LANDLERAnd so there was, I believe, one American wounded. There were several ISIS fighters killed. There's been a fair amount of controversy in the aftermath about the White House's decision to disclose this and to disclose as many details about it as they did. Some in the Pentagon are arguing that that actually hurts the ability of the Pentagon to conduct future raids.
LANDLERBut, you know, it's -- as one of the -- I think it was General Dempsey or one of the Pentagon generals said, this is the kind of difficulty, this is what happens when you launch a raid in a very murky situation. Sometimes you don't get it.
REHMAnd you mentioned that the UK has identified the voice or the voiceover as being British. How are they moving to really identify?
LAKSHMANANYeah, that's a fascinating question and some of my Bloomberg colleagues did a really good piece today that goes into detail about the high-tech tools that are being used in combination with...
REHM...looking at his hand.
LAKSHMANANYeah, looking at the -- just the little bits of skin that are exposed. So you see his hands -- the executioner, you see his hands. You see his eyes and the bridge of his nose. You know, normally what's interesting is with all this high technology, just with the eyes alone you can basically -- that can be used to determine 90 percent...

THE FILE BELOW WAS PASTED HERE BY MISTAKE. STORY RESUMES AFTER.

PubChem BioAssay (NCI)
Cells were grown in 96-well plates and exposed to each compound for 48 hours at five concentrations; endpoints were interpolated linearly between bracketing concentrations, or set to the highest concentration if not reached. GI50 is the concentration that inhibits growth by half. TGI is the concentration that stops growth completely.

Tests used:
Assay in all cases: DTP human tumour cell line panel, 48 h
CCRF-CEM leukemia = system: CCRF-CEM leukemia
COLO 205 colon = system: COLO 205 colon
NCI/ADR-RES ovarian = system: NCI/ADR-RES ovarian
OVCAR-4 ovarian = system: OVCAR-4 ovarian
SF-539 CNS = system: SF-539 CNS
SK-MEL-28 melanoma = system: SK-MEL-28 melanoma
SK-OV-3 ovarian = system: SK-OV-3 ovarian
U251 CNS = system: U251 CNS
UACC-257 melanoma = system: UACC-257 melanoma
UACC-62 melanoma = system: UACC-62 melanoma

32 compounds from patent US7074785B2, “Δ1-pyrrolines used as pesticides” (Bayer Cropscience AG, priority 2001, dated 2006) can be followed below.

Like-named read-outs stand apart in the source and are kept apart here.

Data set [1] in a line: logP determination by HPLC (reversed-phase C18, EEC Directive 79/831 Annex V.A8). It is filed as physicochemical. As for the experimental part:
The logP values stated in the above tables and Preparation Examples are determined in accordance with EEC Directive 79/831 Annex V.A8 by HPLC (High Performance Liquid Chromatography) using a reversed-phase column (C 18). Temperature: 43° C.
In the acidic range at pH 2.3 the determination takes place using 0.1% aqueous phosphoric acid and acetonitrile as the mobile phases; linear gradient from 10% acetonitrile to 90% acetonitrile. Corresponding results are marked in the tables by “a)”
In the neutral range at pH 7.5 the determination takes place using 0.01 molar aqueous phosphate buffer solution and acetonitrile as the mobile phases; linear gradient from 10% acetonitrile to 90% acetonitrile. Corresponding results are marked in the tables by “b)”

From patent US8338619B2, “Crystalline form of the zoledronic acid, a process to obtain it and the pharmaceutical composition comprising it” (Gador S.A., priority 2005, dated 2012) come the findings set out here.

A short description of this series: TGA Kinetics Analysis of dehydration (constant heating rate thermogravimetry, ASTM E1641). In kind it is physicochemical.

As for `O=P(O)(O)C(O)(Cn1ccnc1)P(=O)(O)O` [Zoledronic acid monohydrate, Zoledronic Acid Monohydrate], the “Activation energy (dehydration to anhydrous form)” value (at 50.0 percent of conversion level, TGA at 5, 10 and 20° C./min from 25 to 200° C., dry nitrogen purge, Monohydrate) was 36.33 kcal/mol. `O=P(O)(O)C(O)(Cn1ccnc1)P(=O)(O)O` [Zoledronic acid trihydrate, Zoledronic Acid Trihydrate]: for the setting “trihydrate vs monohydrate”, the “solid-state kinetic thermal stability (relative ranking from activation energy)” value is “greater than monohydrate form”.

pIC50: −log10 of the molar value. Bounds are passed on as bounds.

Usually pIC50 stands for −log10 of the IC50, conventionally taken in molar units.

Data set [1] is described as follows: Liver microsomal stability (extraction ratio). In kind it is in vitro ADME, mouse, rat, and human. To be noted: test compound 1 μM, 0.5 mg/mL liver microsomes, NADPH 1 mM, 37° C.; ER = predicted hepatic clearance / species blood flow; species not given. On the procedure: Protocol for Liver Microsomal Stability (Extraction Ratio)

REHM...construct the face.
LAKSHMANAN...of constructing the face. The problem is you need the eyebrows. And this was something that was not visible because of the balaclava that he was wearing. You couldn't see the eyebrows. Still I think they can get a lot of information from the eyes, from the hands, from the voice. They're using all sorts of, you know, recognition. They have databases. They're combing through passports. They're looking through their files on British Jihadists who have gone, who have come back.